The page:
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Dental therapists expand dental care in rural Minnesota

There are currently 77 licensed dental therapists in Minnesota - and Teresa Bushnell is one of them.

Bushnell works at different employer sites across the state, including the Clay County Family Service Center, where she performs oral health procedures on children. She says dental therapists can focus on about 82 services, whereas dentists are trained to do more than 500.

"Dental therapy is a mid-level provider that provides restorations for malgums, composites, and they do a lot more work with children - like root canals, stainless steal crowns. We provide a little spectrum of what a dentist can do."

Bushnell says this limited focus allows for a high degree of specialization in those procedures. And she says having such a provider on staff can allow for more patients to be seen with the same level of excellent care, at a lower cost to the dentist AND the patient. Bushnell also says having an oral health team of dental therapists can help fill gaps in service areas currently experiencing dental provider shortages.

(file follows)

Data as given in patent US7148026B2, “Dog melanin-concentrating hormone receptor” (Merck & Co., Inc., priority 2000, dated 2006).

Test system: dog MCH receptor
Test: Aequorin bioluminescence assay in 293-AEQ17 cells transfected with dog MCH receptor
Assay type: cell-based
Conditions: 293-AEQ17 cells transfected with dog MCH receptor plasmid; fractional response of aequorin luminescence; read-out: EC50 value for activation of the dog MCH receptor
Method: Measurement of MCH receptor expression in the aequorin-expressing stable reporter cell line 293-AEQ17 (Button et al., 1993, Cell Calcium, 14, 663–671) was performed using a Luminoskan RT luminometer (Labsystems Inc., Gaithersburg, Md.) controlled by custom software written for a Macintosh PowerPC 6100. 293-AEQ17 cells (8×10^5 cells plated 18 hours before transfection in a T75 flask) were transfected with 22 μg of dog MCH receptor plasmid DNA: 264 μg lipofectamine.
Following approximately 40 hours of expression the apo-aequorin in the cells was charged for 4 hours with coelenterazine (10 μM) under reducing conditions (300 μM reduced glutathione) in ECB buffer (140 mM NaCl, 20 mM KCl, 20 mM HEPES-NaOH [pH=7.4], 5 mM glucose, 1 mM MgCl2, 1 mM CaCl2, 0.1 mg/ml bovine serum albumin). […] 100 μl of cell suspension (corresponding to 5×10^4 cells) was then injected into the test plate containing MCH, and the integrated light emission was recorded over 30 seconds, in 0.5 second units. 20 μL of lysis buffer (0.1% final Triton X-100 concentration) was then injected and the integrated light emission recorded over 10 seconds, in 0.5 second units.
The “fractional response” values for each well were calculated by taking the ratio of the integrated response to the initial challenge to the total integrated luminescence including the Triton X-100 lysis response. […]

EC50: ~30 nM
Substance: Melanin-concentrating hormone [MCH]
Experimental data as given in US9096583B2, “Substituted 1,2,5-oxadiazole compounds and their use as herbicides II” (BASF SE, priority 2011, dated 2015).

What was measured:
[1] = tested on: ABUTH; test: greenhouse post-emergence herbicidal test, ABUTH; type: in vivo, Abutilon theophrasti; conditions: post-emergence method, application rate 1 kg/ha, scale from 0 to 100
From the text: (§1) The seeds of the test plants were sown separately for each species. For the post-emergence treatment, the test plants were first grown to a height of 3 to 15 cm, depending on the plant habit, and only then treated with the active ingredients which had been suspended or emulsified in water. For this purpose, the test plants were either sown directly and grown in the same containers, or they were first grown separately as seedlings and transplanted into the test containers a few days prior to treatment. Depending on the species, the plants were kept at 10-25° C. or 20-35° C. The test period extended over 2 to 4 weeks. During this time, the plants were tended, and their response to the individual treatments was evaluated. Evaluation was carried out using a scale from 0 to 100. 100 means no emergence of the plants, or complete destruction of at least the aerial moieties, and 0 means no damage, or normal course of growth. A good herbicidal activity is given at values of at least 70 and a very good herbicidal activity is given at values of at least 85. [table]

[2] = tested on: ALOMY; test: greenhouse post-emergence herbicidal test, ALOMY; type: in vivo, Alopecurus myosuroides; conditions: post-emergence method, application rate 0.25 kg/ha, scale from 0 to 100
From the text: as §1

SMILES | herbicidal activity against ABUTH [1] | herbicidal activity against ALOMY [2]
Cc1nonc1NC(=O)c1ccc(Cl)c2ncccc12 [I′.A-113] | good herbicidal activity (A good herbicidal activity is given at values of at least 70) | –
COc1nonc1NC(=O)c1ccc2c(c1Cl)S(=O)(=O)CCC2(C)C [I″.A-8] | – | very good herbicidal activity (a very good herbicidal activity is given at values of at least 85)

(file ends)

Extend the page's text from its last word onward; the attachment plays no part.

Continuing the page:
"So there are a lot of rural areas where there's just not enough dentists to meet the needs, and also for those who are on state plans and Medicaid programs, the reimbursement rate is just so low for dentists that it's not worth their financial gain to see these patients. Usually if they try to, they're at a loss. So there's quite a few people who have an unmet need, and that's where dental therapy can come in."

Dental therapy was made available in Minnesota in 2011 after the Legislature passed it in 2009. It is not currently available in North Dakota, but the Legislature has looked at the idea twice. Bushnell says many dentists are unsure of dental therapy - but if they don't want a dental therapist in their office, they aren't required to have one. She says it's just one more option to extend oral health care to more people.

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